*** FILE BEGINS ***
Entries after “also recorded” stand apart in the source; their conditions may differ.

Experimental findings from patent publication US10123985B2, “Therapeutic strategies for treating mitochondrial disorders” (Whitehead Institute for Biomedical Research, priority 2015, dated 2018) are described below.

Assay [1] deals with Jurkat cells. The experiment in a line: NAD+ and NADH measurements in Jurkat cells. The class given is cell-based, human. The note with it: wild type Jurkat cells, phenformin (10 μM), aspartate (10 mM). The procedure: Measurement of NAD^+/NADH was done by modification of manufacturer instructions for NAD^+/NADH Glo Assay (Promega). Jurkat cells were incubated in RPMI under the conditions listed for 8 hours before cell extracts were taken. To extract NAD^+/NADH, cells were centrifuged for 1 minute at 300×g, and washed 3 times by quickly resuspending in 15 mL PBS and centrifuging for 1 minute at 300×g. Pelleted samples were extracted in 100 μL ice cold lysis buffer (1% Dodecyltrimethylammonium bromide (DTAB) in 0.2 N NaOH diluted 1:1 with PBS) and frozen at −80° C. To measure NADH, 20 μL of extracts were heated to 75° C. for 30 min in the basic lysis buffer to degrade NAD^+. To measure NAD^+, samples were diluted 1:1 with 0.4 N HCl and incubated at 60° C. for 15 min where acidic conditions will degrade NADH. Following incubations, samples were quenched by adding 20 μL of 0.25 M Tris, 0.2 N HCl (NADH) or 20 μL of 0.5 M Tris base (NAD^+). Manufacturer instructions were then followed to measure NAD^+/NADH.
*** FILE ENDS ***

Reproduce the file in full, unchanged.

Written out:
Entries after “also recorded” stand apart in the source; their conditions may differ.

Experimental findings from patent publication US10123985B2, “Therapeutic strategies for treating mitochondrial disorders” (Whitehead Institute for Biomedical Research, priority 2015, dated 2018) are described below.

Assay [1] deals with Jurkat cells. The experiment in a line: NAD+ and NADH measurements in Jurkat cells. The class given is cell-based, human. The note with it: wild type Jurkat cells, phenformin (10 μM), aspartate (10 mM). The procedure: Measurement of NAD^+/NADH was done by modification of manufacturer instructions for NAD^+/NADH Glo Assay (Promega). Jurkat cells were incubated in RPMI under the conditions listed for 8 hours before cell extracts were taken. To extract NAD^+/NADH, cells were centrifuged for 1 minute at 300×g, and washed 3 times by quickly resuspending in 15 mL PBS and centrifuging for 1 minute at 300×g. Pelleted samples were extracted in 100 μL ice cold lysis buffer (1% Dodecyltrimethylammonium bromide (DTAB) in 0.2 N NaOH diluted 1:1 with PBS) and frozen at −80° C. To measure NADH, 20 μL of extracts were heated to 75° C. for 30 min in the basic lysis buffer to degrade NAD^+. To measure NAD^+, samples were diluted 1:1 with 0.4 N HCl and incubated at 60° C. for 15 min where acidic conditions will degrade NADH. Following incubations, samples were quenched by adding 20 μL of 0.25 M Tris, 0.2 N HCl (NADH) or 20 μL of 0.5 M Tris base (NAD^+). Manufacturer instructions were then followed to measure NAD^+/NADH.